The Magazine

The English Patient

From the May 30, 2005 issue: Leslie Burke wants to live; the National Health Service has a second opinion.

May 30, 2005, Vol. 10, No. 35 • By WESLEY J. SMITH
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In other words, medical care is effectively rationed by the National Health Service under guidelines set by bioethicists based on their beliefs about the low quality of life of patients whom they have never met. While the views of patients and families are to be taken into account when deciding whether to provide treatment, they are not determinative.

This top-down approach is what Leslie Burke is rebelling against. He knows that many bioethicists have a low opinion of the quality of life of people with profound disabilities. Burke doesn't trust doctors, much less bioethicists, to judge whether his life is worth living. "I feel strongly that my body and my being are mine," Burke insisted when I visited him recently at his Lancaster home. "But my desire [to live] can be overridden" based on prejudice against the disabled. "I am no different than anybody else, but I am not seen that way anymore."

Adding heft to Burke's concerns: When I privately discussed his case with a prominent British physician who I expected would sympathize with Burke's views, I was taken aback when he told me crossly, "Burke is only thinking of himself rather than looking at the bigger picture." How thoughtless of him.

IT WOULD BE A MISTAKE to assume that Americans are safe from having life-sustaining treatment rationed like this just because we don't have a national health service. Burke is fighting a broader movement in the bioethics field, "Futile Care Theory," that is also gaining traction here. Futile care theory is a one-way street when it comes to patient autonomy and end-of-life care. Futilitarians assert that patients have an absolute right to refuse life-sustaining treatment but are not similarly entitled to insist that their lives be maintained. Indeed, under futile care theory, as under the NHS rationing approach, whether a seriously ill or disabled patient's request to be kept alive is granted depends on whether doctors and bioethicists see the patient's life as worth living and spending medical resources to sustain.

For the last several years American hospitals have been quietly promulgating futile care protocols that empower their ethics committees to authorize doctors to unilaterally refuse wanted care. These futile care policies are beginning to be imposed on unwilling patients and their families.

As is usually the case in such matters, the first victims are on the far margins. Thus, in Houston, Sun Hudson, a 5-month-old infant born with a terminal disability, was taken off a ventilator in March over his mother's objections based on a Texas law that defers to futile care theory. Under the law, once a hospital bioethics committee determines that the treatment should not be rendered, the patient or family has a mere 10 days to transfer the patient's care to another hospital. This can prove difficult in this era of managed care and HMOs, since the affected patients are usually the most expensive to treat. After 10 days without a transfer, the outcome is usually death following the unilateral withdrawal of treatment--as occurred in Sun Hudson's case.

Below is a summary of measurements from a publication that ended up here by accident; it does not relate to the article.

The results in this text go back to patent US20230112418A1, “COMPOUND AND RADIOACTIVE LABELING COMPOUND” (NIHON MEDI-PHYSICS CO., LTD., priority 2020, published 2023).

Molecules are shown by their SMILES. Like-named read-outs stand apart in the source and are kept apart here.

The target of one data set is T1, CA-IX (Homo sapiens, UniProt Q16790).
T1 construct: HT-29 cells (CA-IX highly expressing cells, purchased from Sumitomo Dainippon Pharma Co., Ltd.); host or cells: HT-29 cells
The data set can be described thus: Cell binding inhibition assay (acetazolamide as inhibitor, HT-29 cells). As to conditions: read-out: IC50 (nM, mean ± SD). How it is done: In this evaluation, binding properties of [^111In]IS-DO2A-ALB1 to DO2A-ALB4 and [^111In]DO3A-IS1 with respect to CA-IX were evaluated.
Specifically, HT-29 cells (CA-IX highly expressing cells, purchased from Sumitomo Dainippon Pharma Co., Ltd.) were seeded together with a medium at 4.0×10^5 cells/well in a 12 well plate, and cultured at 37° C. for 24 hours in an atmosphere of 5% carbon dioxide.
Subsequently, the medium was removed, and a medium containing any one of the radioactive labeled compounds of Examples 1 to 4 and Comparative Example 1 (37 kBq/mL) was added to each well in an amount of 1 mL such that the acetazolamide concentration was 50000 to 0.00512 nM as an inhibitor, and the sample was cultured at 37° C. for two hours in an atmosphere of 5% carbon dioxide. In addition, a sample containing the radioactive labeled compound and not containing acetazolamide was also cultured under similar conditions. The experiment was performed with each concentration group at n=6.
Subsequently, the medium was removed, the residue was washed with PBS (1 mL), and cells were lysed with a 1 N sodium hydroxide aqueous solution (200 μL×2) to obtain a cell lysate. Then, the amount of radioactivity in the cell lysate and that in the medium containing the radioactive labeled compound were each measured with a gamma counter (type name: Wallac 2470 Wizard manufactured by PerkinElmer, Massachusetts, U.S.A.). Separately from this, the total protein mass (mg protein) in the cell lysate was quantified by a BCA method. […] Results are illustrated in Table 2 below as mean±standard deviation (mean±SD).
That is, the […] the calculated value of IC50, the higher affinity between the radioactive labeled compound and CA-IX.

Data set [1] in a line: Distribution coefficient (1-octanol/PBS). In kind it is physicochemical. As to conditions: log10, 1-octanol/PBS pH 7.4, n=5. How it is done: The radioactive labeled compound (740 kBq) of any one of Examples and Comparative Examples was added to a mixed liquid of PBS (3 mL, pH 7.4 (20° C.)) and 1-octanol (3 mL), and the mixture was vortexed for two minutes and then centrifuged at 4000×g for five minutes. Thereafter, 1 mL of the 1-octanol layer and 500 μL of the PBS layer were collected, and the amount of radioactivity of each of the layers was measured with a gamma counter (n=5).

In another Houston case, one with ironic echoes of Terri Schiavo, the wife of Spiro Nikolouzos wants tube-feeding for her persistently unconscious husband, based on his previously stated desire to live. But unlike Schiavo's, Nikolouzos's personal wishes are not deemed determinative: A hospital ethics committee voted to refuse to continue his tube-supplied food and water and ventilator support. He would have died, but a San Antonio hospital unexpectedly agreed to provide the care. Then its ethics committee also decided to cut off care, but Nikolouzos was transferred to a nursing home. For the moment, Nikolouzos is being allowed to stay alive. But the final decision about the matter isn't his wife's: Under futilitarian Texas law, it belongs to committees of bioethicists and doctors.

In this darkening atmosphere, the Leslie Burke case could not be more important. If Burke loses on appeal, patients in Britain will be stripped of the basic human right to receive food and water through a feeding tube. Such a ruling should send a cold shiver through disabled, elderly, and dying patients everywhere.

Moreover, given the increasing propensity of some Supreme Court justices to look overseas when deciding issues of American law, a Burke loss could plausibly end up reinforcing futile care laws in this country. There will undoubtedly be protracted litigation on this issue in coming years. How Leslie Burke fares may determine whether futile care theory is allowed to metamorphose from ad hoc health care rationing into an explicit--and expanding--duty to die.

Wesley J. Smith, a senior fellow at the Discovery Institute and an attorney and consultant for the International Task Force on Euthanasia and Assisted Suicide, is the author, most recently, of Consumer's Guide to a Brave New World.